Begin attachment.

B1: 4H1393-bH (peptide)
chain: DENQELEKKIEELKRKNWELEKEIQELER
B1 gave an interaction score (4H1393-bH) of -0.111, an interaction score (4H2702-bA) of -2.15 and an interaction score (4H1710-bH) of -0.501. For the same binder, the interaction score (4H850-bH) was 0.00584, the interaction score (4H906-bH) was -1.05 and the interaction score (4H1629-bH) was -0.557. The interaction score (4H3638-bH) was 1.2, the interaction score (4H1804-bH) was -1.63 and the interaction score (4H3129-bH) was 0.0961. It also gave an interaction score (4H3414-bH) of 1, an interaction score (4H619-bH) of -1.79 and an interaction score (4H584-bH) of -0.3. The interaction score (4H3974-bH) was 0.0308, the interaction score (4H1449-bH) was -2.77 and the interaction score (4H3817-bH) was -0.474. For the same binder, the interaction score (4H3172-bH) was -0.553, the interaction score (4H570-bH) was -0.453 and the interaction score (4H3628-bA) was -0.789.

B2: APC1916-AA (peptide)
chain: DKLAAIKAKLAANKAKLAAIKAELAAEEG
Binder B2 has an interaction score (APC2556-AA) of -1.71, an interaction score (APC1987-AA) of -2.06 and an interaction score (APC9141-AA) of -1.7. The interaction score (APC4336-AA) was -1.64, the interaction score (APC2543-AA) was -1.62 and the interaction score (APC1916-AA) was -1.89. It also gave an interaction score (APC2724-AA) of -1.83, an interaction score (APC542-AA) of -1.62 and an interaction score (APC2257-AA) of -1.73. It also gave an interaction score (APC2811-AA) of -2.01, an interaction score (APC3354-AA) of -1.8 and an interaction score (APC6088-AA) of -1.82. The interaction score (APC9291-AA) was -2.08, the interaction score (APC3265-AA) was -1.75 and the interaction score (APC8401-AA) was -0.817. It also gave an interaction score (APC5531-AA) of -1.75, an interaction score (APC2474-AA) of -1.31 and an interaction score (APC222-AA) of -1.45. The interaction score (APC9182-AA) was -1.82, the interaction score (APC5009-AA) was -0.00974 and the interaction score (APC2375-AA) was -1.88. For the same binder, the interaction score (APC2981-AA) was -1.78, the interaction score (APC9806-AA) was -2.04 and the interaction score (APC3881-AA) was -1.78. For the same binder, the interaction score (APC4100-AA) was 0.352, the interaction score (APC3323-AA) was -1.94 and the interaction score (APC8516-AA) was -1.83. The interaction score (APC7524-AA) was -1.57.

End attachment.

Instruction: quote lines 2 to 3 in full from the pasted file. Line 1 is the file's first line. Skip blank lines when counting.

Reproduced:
chain: DENQELEKKIEELKRKNWELEKEIQELER
B1 gave an interaction score (4H1393-bH) of -0.111, an interaction score (4H2702-bA) of -2.15 and an interaction score (4H1710-bH) of -0.501. For the same binder, the interaction score (4H850-bH) was 0.00584, the interaction score (4H906-bH) was -1.05 and the interaction score (4H1629-bH) was -0.557. The interaction score (4H3638-bH) was 1.2, the interaction score (4H1804-bH) was -1.63 and the interaction score (4H3129-bH) was 0.0961. It also gave an interaction score (4H3414-bH) of 1, an interaction score (4H619-bH) of -1.79 and an interaction score (4H584-bH) of -0.3. The interaction score (4H3974-bH) was 0.0308, the interaction score (4H1449-bH) was -2.77 and the interaction score (4H3817-bH) was -0.474. For the same binder, the interaction score (4H3172-bH) was -0.553, the interaction score (4H570-bH) was -0.453 and the interaction score (4H3628-bA) was -0.789.